Although I am an Education major I have a deep interest in Social Studies, hence it wouldn't be surprising that I minor in global studies. I discovered my love and passion for social studies during my sophomore year of high school. I happened to be in the world history class full of hopeless students, majority of them males. Hopeless in the sense that there was no way these students could pass due to their attitude. Just like the involuntary minorities described in “Immigrants and involuntary minorities in comparative perspective” by John U. Ogbu, these students weren’t particularly successful in school due to them not having the same motivation to succeed as an immigrant student. This is because of their “historical experiences which lead to different adaptive responses” (Ogbu, 4). In a hectic classroom environment, there was nothing better to do than to pick up the text book and read. I would read all class period, while poor Mr. Nunez tried taking attendance for 30 minutes. The circumstances the students in that class were in can also relate the story “Mis-Education of the Negro” by Carter Godwin Woodson. Very few of these students had disposition to learn, so they weren’t able to understand or come to the conclusion that there hope outside their situation, and that their ethnicity shouldn’t hinder their chances of “making it”.  Woodson refers to it as “the worst sort of lynching” (Woodson, 1).  Although the environment I was in was quite chaotic, I tried my best to not let that distract me. As I continued reading through textbooks, I became fascinated by the idea that certain people and events were able to shape the way a nation, or entire continents conduct themselves. I developed a profound interest in world travel and cultural diversity. I wanted to learn languages, cultures and see the world outside New York City. I had visited the Dominican Republic but that was not enough. I got my first opportunity to travel abroad for my 16th birthday, when my mom bought me a round trip ticket to Rome, Italy. I was there for 18 days and was able to get the whole Rome experience. Making a wish at the Fontana di Trevi, Seeing the Pope (from far) at Vatican City, Window shop at the Piazza di Spagna, and of course trying authentic Italian pizza. I have also had the opportunity to visit almost all of the East coast (with the exception of New Hampshire and Maine) and parts of Southern and Western United States. Once I moved on to the 11th grade, my US history class wasn't as bad as my previous history course; but I appreciate the crazy environment I was in, because it was there where I discovered my passion for history.  To this day, I still have the same motivation and enthusiasm about expanding my knowledge in history.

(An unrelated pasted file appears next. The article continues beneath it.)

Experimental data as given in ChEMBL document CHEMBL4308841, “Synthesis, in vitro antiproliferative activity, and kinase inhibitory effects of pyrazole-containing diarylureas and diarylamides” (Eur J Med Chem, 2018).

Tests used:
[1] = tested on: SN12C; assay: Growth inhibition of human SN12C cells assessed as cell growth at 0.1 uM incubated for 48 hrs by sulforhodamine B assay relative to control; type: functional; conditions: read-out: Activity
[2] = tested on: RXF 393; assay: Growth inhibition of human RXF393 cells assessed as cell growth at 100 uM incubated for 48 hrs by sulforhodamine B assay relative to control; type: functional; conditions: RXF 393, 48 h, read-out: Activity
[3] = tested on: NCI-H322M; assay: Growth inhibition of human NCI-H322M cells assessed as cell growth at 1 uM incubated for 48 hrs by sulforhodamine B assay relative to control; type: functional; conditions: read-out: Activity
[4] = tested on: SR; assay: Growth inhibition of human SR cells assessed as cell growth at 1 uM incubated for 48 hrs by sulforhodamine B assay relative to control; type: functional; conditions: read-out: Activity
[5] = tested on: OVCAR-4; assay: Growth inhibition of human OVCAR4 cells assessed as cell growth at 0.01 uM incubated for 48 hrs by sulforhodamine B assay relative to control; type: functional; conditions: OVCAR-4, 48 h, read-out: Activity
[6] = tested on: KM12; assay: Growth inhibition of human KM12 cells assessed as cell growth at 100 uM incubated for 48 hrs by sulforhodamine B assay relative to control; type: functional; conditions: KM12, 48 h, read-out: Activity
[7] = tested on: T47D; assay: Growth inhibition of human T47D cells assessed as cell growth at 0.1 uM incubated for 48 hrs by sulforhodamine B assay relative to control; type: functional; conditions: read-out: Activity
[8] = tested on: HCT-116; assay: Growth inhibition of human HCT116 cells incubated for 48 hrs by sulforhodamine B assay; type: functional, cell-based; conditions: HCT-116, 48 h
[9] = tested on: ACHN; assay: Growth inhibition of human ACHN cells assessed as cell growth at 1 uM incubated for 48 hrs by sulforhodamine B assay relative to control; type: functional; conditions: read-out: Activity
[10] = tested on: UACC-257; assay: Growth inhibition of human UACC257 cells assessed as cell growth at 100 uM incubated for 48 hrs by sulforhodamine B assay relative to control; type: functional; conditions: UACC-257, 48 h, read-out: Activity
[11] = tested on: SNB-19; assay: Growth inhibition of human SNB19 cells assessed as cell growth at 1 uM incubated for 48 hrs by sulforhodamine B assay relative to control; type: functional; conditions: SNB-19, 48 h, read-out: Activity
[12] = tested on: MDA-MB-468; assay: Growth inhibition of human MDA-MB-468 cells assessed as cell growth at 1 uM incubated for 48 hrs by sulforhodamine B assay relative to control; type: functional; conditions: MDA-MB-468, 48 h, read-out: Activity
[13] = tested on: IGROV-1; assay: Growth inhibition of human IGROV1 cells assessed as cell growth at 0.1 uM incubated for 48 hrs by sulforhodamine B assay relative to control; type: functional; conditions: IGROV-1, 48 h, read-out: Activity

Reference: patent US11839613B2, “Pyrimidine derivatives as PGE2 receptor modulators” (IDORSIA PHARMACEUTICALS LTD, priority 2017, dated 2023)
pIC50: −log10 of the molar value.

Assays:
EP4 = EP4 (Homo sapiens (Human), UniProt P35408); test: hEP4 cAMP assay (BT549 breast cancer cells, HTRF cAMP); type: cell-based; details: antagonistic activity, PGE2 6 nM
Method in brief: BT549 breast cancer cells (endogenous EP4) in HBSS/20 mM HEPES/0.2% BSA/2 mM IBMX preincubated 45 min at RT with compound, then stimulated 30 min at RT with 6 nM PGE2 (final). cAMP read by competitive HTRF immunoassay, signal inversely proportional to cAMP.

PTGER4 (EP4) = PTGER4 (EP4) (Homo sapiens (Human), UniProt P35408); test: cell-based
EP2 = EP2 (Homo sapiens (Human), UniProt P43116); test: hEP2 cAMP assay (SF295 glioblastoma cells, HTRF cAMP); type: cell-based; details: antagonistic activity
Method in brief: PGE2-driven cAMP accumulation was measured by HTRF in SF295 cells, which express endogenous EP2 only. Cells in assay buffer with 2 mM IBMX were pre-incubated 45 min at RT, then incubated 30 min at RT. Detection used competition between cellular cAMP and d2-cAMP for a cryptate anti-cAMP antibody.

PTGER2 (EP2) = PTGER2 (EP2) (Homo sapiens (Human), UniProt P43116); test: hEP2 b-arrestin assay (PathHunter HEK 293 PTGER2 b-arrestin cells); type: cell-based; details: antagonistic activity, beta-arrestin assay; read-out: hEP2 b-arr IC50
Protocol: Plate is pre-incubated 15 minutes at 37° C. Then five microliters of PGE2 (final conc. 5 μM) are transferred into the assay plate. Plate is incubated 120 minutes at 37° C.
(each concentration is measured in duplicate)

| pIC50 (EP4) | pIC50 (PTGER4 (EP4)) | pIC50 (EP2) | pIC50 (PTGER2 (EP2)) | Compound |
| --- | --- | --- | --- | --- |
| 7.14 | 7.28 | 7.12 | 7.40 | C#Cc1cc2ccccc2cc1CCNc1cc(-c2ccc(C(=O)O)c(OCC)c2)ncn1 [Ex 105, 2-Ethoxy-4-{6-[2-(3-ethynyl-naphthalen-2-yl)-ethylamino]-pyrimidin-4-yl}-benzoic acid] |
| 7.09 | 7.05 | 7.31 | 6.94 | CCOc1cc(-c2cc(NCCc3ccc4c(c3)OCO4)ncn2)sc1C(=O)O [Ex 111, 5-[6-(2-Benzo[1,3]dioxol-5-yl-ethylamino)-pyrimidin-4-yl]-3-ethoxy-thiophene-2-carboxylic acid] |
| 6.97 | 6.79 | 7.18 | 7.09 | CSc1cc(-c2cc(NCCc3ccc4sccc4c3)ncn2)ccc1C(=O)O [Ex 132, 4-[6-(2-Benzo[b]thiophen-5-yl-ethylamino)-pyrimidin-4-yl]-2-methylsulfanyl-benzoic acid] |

When I refer to my education experience as being composed of undiscovered potential, I refer to the many times where I could’ve done better in something but just didn’t have the right motivation or put in enough effort. Just like the student described in “Basketball and Portfolio” by Linda Christensen, I wasn’t connected to my studies, and was easily distracted.  In this story the author explains that teachers need to find a way to “connect student’s passion with learning” (Christensen, 208). During my junior year in High School I became very easily distracted with friends. I never really had a “clique” but once I did, I invested so much time in being with them. This is where I began to slack off and not pay much attention in school. There was one teacher who noticed these changes and decided to introduce me to something I had lost faith in. I used to be very interested in art as a child but gave up on it after I enter high school. My English teacher, Mr. Colmenares introduced me to his Art afterschool program and it re instated the interest I once had for painting. My undiscovered potential was that I am still a great artist, and this same art program motivated me to get back on track. Once I started attending the program I was given an ultimatum, if I didn’t keep my grade up above a 75, I couldn’t remain in the program. I enjoyed being part of the program so much that I wasn’t going to let myself fail. Being able to have a motivation as such made me change the way I acted. Junior in high school is the most important year and I began to prioritize a lot during that time. I let go of friends who were virulent to my education and made many attempts to perform at or above grade level. At the beginning of that school year my average was at 64% and after I made all those changes in my social live and in my school work, my average rose to 83%.


     There are many more stories that have made me the student, person, and future educator I am today. I have had my ups and downs and at the current moment it isn’t really at an “up”. Although my situation, I have been able to successfully complete 3 semesters of college, and have the hope to complete this one as well. My education career still has a long way to go, and I am prepared for what that future has in store for me.  


DRAFT: This module has unpublished changes.